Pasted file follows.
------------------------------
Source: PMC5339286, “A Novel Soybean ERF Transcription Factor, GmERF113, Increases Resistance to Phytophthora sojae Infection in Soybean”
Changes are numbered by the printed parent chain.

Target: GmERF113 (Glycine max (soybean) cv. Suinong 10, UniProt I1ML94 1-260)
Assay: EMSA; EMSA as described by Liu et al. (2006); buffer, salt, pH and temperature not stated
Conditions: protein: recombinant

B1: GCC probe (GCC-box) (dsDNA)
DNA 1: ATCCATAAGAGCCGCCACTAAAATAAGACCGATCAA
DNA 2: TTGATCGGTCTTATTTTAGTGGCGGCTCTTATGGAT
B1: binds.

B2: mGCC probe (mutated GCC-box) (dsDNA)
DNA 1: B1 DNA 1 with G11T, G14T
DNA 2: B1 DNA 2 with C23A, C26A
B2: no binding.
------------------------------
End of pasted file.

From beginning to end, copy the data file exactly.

Source: PMC5339286, “A Novel Soybean ERF Transcription Factor, GmERF113, Increases Resistance to Phytophthora sojae Infection in Soybean”
Changes are numbered by the printed parent chain.

Target: GmERF113 (Glycine max (soybean) cv. Suinong 10, UniProt I1ML94 1-260)
Assay: EMSA; EMSA as described by Liu et al. (2006); buffer, salt, pH and temperature not stated
Conditions: protein: recombinant

B1: GCC probe (GCC-box) (dsDNA)
DNA 1: ATCCATAAGAGCCGCCACTAAAATAAGACCGATCAA
DNA 2: TTGATCGGTCTTATTTTAGTGGCGGCTCTTATGGAT
B1: binds.

B2: mGCC probe (mutated GCC-box) (dsDNA)
DNA 1: B1 DNA 1 with G11T, G14T
DNA 2: B1 DNA 2 with C23A, C26A
B2: no binding.